[openssl-users] Loading engines recursively and crypto engine lock

Krzysztof Konopko kris at konagma.com
Wed Aug 10 15:46:22 UTC 2016

On 10 August 2016 at 16:19, Jakob Bohm <jb-openssl at wisemo.com> wrote:

> On 10/08/2016 15:49, Krzysztof Konopko wrote:
>> On 10 August 2016 at 15:31, Jakob Bohm <jb-openssl at wisemo.com <mailto:
>> jb-openssl at wisemo.com>>wrote:
>>>>     1. Create a third engine3 which loads both engine1 and engine2
>>       internally (
>>     ​​
>>     without going through OpenSSL and its locks).
>>       So for example engine3->init calls both engine2->init and
>>       engine1->init.
>> ​I don't understand how engine3 could be initialised ​"
>>>> without going through OpenSSL and its locks
>> ​" as it's OpenSSL taking the lock whenever initialising _every_ engine.
>> Also when I call `ENGINE_init()` (indirectly, somewhere deep inside
>> engine1), the implementation of
>> `ENGINE_init()`
>> ​ takes the engine lock. as well which is the source of the problem.
> engine3 would call engine1 and engine2 without going through
> a call to ENGINE_init(), thus making OpenSSL itself see the
> engine1 and engine2 code as part of engine3 (even though
> engine3 really just calls the functions in engine1 and
> engine2).

​Oh, I see.  engine1 and engine2 would expose individual functions which
engine3 would bound as its engine function own (or use some plumbing to
forward calls to the original functions).  This means engine3 would either
link with engine1 and engine2 libraries or `dlopen()` them.  Or something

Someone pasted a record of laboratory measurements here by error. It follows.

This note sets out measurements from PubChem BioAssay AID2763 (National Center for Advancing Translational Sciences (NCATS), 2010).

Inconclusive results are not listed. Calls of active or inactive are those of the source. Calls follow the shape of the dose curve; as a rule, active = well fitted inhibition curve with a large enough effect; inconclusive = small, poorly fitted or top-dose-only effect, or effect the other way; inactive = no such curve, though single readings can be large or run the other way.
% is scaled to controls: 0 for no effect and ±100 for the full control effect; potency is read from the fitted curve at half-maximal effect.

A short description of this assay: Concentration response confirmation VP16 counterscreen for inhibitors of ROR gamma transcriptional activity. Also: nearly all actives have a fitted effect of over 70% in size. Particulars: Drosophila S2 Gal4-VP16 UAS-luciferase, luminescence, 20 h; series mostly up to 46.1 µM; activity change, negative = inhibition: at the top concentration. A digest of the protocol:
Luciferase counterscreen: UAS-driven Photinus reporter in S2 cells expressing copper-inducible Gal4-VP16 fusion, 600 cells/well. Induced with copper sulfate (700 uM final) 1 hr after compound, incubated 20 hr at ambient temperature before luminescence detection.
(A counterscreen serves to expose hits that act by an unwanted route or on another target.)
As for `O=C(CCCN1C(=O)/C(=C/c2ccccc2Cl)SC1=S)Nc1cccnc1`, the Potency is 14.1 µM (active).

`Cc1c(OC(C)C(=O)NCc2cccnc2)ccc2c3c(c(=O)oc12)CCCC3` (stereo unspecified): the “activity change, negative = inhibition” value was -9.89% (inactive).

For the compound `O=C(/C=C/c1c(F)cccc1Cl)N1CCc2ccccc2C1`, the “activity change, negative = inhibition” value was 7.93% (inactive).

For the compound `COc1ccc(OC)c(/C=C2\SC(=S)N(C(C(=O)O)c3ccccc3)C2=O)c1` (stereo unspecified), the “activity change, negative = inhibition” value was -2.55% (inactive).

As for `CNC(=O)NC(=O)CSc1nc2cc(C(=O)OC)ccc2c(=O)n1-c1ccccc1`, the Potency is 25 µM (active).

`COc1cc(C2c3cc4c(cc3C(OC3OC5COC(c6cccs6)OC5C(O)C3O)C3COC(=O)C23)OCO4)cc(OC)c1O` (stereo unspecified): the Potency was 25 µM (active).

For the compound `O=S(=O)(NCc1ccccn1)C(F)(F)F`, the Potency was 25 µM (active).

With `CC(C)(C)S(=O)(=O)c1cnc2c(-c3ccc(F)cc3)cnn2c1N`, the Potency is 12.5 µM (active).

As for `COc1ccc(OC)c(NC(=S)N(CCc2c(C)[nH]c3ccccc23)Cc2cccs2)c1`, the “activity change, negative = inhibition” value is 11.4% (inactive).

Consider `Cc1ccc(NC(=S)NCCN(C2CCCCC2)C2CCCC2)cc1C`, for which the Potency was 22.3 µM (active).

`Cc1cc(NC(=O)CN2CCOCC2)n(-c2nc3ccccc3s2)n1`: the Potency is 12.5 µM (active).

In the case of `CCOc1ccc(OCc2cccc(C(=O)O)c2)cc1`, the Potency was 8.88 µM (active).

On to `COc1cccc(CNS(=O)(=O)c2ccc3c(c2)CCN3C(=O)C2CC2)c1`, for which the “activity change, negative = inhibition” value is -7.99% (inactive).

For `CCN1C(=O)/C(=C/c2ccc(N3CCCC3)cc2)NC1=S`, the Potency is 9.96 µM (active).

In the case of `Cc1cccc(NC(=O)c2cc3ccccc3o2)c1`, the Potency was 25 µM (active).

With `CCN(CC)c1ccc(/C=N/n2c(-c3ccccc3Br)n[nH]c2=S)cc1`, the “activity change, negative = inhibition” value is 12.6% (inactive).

like that.  I think I get the idea now.

>>     2. engine3 would export/provide all the methods from engine1
>>       and engine2 by forwarding or reexporting the calls.
>>     3. OpenSSL itself is instructed to use only your engine3
>>       wrapper.
>>     4. As a more ambitious project, someone could write a generic
>>       "engine3" which loads a list of actual engines from a config
>>       file.
>>     At the OpenSSL design level, the OpenSSL team might extend the
>>     OPENSSL_SSL_CLIENT_ENGINE_AUTOvariable to accept a
>>     colon-separatedlist of engines rather than just a single engine.
>> ​That sounds interesting but engines in general (and specifically in my
>> case) are independent of each other and in different situations I may want
>> to load one but not the other (for example when testing).  But I guess that
>> would be a matter of moving the configuration control from where I have it
>> now into whatever mechanism OpenSSL could have (as proposed above).
> The idea would be that "engine3" would be a workaround engine
> that simulates the (possibly missing) ability to specify
> multiple engines via the OPENSSL_SSL_CLIENT_ENGINE_AUTO
> variable.  This not-independent engine3 would do nothing but
> load other engines, and may or may not be configurable as to
> which real engines it loads.  By doing this, engine3 would also
> compensate for the fact that many other OpenSSL APIs seem to
> allow only a single engine reference as parameter.
> With engine3 responsible for initializing engine2 before engine1,
> engine1 would no longer contain code to load engine2, making
> engine1 more independent from engine2.
​OK, fair enough.  That makes sense.  In my case some re-factoring would be
required as the code that initialises engine2 does so explicitly with
`ENGINE_by_id()` and `ENGINE_init()` and it doesn't "know" it's called from
engine1.  And vice versa, engine1 does not know that the code it calls
loads and initialises an engine.  But I get the idea and it seems plausible.

Also it's important to me that this way or the other there's someone who
admits OpenSSL has a problem with loading engines recursively (or does not
support that intentionally) and I need to address that.

Thanks again!
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